Report: First Android Netbook to cost $250

The first laptop running Google's open-source operating system is expected to be available to consumers in the next three months.

The first Netbook running Google's Android operating system is expected to be available in the next three months and cost about $250, according to a Computerworld report.

The Alpha 680, as the laptop is known as, is going through final testing at Guangzhou Skytone Transmission Technologies, Skytone co-founder Nixon White told the site.

The Netbook uses a 533MHz ARM 11 CPU and sports a 7-inch LCD screen, keyboard, touchpad, and built-in Wi-Fi, according to the report. However, the Alpha 680's 2-cell battery will last only two to four hours while surfing the Internet, much lower than the expected 12 hours.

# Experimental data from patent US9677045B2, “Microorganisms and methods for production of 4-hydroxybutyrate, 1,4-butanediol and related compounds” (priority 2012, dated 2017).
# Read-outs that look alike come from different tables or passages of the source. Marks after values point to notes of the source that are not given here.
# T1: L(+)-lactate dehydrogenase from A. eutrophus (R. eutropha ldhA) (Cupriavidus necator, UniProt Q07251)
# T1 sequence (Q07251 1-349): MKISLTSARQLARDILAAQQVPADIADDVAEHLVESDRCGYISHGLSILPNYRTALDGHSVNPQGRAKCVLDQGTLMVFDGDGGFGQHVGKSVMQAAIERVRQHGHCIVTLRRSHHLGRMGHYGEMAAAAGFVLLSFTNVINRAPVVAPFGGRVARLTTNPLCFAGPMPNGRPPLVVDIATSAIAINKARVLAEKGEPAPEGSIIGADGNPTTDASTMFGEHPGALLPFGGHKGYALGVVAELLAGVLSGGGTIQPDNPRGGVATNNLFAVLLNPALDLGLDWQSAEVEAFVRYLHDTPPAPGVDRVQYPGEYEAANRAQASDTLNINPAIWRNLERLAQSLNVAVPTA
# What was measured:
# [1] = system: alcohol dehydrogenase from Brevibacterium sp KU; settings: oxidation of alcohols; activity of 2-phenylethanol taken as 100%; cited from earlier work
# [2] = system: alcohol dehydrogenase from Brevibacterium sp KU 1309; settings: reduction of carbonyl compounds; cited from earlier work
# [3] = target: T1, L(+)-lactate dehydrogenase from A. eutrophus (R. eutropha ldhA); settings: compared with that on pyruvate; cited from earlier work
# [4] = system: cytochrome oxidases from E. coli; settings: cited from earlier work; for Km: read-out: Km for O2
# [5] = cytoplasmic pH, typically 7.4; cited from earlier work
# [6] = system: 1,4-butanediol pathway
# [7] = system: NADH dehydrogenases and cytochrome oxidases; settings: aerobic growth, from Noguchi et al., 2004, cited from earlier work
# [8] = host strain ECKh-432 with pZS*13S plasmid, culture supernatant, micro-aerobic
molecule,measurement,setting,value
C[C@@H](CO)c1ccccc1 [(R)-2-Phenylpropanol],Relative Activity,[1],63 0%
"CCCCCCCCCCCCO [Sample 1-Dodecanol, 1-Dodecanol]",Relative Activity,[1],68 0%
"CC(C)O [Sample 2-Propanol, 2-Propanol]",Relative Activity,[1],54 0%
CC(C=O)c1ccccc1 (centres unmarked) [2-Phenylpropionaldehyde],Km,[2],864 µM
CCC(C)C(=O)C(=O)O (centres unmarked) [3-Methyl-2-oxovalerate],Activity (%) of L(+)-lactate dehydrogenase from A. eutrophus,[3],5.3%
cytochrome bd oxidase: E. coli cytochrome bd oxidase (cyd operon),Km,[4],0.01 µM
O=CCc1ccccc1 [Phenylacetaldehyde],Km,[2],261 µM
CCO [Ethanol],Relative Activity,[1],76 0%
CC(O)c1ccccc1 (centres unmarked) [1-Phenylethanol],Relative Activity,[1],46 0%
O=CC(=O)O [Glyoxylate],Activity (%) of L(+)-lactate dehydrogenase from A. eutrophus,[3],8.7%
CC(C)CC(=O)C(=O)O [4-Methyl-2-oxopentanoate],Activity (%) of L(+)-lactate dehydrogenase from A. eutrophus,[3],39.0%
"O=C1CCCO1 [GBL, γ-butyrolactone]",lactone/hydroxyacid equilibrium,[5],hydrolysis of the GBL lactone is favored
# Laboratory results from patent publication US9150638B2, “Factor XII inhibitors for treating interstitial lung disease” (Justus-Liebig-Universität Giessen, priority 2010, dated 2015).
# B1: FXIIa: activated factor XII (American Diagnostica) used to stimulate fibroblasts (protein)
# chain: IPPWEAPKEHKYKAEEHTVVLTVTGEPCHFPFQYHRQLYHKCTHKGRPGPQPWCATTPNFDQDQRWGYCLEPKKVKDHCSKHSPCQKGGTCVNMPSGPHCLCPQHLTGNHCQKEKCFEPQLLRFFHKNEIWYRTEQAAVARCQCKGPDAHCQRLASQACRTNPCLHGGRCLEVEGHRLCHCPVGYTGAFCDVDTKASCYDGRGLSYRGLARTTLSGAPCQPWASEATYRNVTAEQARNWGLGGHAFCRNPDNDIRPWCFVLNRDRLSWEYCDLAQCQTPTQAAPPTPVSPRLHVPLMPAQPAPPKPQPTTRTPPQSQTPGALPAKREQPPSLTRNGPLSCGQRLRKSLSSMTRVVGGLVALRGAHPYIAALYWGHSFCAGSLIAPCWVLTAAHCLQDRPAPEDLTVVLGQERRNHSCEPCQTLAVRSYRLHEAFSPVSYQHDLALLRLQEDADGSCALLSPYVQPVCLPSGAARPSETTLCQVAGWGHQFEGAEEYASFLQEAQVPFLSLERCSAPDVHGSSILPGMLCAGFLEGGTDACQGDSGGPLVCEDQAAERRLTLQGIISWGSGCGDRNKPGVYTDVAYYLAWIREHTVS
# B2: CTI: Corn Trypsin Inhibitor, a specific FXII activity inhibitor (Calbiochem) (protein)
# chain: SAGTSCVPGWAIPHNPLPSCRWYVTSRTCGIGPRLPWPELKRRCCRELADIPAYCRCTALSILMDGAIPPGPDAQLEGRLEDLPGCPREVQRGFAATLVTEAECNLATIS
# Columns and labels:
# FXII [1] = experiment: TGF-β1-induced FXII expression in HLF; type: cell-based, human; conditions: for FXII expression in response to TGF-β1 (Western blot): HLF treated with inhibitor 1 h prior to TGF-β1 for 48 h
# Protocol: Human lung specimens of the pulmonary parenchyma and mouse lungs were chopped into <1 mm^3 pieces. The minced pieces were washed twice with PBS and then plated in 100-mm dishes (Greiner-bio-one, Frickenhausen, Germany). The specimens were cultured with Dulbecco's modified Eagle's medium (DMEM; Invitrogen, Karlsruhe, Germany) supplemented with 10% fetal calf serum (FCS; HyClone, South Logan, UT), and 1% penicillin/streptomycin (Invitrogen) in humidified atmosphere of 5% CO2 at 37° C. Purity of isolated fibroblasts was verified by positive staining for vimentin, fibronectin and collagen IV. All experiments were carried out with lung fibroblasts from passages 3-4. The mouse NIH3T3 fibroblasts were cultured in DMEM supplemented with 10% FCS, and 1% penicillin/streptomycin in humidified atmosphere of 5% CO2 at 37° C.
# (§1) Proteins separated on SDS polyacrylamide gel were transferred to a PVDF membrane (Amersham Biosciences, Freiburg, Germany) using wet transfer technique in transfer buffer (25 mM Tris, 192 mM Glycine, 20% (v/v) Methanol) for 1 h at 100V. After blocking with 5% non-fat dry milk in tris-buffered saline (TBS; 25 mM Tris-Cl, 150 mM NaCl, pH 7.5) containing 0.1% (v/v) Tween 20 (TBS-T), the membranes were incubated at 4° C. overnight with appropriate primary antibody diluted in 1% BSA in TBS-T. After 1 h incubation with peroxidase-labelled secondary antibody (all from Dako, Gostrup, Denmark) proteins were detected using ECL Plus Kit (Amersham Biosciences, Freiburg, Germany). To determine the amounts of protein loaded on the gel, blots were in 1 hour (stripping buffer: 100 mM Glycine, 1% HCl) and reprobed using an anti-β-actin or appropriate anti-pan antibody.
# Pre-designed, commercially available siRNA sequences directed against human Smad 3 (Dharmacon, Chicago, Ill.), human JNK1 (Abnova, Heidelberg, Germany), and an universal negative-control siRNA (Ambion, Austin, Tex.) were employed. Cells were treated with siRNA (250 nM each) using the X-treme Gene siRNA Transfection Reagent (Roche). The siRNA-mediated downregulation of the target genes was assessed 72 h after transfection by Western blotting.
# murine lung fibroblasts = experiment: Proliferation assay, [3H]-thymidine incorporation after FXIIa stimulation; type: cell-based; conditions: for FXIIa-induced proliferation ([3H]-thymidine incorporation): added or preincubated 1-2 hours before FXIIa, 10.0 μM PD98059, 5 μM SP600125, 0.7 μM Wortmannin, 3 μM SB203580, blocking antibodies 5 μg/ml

Android is a Linux-based operating system originally designed for cell phones, but now experts are predicting that the open-source operating system could be used on other devices, such as the emerging low-cost laptops known as Netbooks. In fact, market research firm Ovum recently predicted that Android-powered Netbooks will emerge in 2009, as manufacturers attempt to drive the price of Netbooks to around $200 or less.

Hewlett-Packard is also reportedly considering using Android on its low-cost Netbooks, though an executive declined to say for certain whether HP plans to sell Android devices. Asustek Computer has already said it is considering using Android, and Dell is also considering the software for its upcoming smartphone.

Linux-based software such as Android is attractive because it is free, while Microsoft charges a hefty licensing fee for the Windows operating system. In order to hit super low price points, manufacturers need to cut costs wherever they can and that means ditching Microsoft's Windows software.

 

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